But I get it - if Extremely Loud & Incredibly Vile is going to do much of anything, it's going to do it through Collins's Liz. Since it is preferable to watch movies that do anything rather than movies that don't, it makes sense why we might wish for the film to make her our POV character. The sad truth, then, is that X-Tremely Wickd is, in fact, a movie that doesn't do anything, and moreover takes its sweet damn time about not doing it. There is no adjective vaguer and less helpful for a review to pull out than "boring", but there is also no adjective more urgently pressing itself forward in connection with this film. If it has a point, or a personality, it is beyond my means to tease it out. It is very little other than two hours of watching a sociopath lie, while a police procedural happens offscreen, and the film tries to square the circle of asking us to pretend that we don't already know that Bundy is guilty (this is where the "from Kendall's perspective" thing is meant to come into play), while not providing any dramatic material that would be interesting for even a fraction of a second if he turned out to be innocent.

It's really too bad that the film fucks up its nominal hook so badly, because the American serial killer film is in dire need of new angles. The last genuinely fresh film in this most dubious of genres, Zodiac, was made 12 years ago, and not once in those 12 years have we seen a movie - fiction, non-fiction, or documentary - do anything with a serial killer that hasn't been done. The idea behind Wickedly Shocking (what would it be like to be one of the people who solemnly declares "he seemed so normal" in front of the news cameras) isn't actually something that hasn't been done: B-movie history is littered with stories of women finding to their slow-dawning horror that the kind, handoms man they're sharing their life with is a murderous butcher. But none of those were about such a singularly infamous figure as Bundy, nor do they take the sober remove from the material that director Joe Berlinger insists upon. As he might; Berlinger, making just his second narrative feature, is a documentary filmmaker whose work has almost entirely spent time in the true crime field, most famously the Paradise Lost trilogy of activist films. He's made his entire career on the back of emotionally reined-in, journalistic studies of hideous cruel acts of violence, and that restrained carries straight through into his Bundy picture, which doesn't really even describe any of the crimes in more than glancing detail until the final courtroom sequence.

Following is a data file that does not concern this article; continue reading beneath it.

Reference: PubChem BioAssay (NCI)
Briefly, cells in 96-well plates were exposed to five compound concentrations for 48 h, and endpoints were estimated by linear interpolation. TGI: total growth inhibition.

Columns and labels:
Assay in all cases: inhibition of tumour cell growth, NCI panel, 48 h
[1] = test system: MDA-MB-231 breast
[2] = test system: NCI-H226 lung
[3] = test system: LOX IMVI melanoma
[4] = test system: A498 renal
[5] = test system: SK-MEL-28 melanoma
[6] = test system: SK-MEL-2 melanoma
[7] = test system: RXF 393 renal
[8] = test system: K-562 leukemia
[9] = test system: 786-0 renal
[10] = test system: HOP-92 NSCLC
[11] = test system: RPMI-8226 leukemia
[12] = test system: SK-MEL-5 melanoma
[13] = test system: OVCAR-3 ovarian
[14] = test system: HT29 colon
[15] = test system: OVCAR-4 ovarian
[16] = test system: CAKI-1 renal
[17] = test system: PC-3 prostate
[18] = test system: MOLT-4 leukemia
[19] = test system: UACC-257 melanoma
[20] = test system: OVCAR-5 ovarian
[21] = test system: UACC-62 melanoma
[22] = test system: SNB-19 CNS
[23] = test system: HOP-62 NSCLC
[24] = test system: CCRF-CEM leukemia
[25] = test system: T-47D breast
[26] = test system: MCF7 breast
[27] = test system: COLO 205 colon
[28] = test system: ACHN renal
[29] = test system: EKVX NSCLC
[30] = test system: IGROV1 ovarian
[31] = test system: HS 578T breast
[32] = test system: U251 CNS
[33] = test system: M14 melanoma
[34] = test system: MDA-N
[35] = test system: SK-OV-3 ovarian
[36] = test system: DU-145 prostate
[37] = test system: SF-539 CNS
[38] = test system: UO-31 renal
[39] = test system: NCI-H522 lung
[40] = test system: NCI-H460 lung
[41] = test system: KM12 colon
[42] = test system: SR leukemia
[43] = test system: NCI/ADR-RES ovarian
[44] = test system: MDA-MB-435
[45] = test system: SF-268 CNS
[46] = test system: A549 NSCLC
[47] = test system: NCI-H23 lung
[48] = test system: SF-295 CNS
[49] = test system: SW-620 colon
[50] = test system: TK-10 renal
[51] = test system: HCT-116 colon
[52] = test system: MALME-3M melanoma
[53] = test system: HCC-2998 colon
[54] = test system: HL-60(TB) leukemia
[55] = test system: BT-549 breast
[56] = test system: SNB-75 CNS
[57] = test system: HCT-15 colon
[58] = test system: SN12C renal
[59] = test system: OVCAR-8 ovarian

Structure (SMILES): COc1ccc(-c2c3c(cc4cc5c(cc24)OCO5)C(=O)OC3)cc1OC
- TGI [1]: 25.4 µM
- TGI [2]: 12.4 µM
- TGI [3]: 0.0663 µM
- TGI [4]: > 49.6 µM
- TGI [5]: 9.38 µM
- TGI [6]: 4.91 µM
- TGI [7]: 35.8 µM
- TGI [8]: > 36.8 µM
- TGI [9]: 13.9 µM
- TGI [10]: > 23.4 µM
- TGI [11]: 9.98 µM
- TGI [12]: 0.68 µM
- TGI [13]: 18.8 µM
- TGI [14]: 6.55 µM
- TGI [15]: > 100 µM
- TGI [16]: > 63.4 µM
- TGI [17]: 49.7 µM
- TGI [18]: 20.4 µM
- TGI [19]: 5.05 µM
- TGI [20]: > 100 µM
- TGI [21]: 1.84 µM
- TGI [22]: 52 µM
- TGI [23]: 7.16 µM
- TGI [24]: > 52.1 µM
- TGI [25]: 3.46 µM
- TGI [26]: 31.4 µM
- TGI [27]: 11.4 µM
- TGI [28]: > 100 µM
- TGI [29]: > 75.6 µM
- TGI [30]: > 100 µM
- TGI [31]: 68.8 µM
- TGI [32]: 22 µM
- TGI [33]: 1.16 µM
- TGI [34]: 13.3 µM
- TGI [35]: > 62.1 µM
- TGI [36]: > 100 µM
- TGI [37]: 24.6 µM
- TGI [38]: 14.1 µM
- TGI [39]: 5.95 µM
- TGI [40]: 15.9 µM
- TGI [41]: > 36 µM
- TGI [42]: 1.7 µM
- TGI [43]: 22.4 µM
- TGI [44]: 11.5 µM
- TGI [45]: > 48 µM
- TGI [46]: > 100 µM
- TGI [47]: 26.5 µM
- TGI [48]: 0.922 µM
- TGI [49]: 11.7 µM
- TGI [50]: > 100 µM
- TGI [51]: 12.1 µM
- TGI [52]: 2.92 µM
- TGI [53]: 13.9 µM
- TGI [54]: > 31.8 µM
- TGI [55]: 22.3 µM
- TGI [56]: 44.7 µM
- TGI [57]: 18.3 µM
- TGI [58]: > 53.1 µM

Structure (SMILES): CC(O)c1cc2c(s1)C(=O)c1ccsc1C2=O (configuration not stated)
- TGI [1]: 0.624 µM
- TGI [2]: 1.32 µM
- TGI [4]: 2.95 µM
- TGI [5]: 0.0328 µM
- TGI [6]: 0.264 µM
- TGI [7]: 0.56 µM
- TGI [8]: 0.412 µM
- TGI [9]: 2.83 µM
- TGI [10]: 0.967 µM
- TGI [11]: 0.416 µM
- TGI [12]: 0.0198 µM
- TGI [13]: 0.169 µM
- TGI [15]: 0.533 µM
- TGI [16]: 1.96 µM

So, yeah, there's definitely some potential here. But it all gets squandered on deathly dully, repetitive sequences of Bundy outsmarting cops, using that famous charisma that everybody always talks about when they call him the sexiest of all American serial killers. Which is also not something the film does anything with, having apparently concluded that casting Efron was all of the work it needed to do in that direction. At any rate, the film's procedural elements are too shallow and redundant to be interesting for more than a few minutes, and the characters remain too remote, both in the writing and in Efron & Collins's drab performances, to provide the film with any human core. Kaya Scodelario, as Bundy's other historically important girlfriend, Carole Ann Boone, almost provides that core; she's full of passion (for justice, for handsome men, for grandstanding) and raging energy, and maybe she could even be the anchor for the story this wanted to be about Collins's drippy Liz. But that's not what we got; it's just one more little flicker of the much better thing that this could be if it wasn't going slightly awry in basically every moment of its storytelling.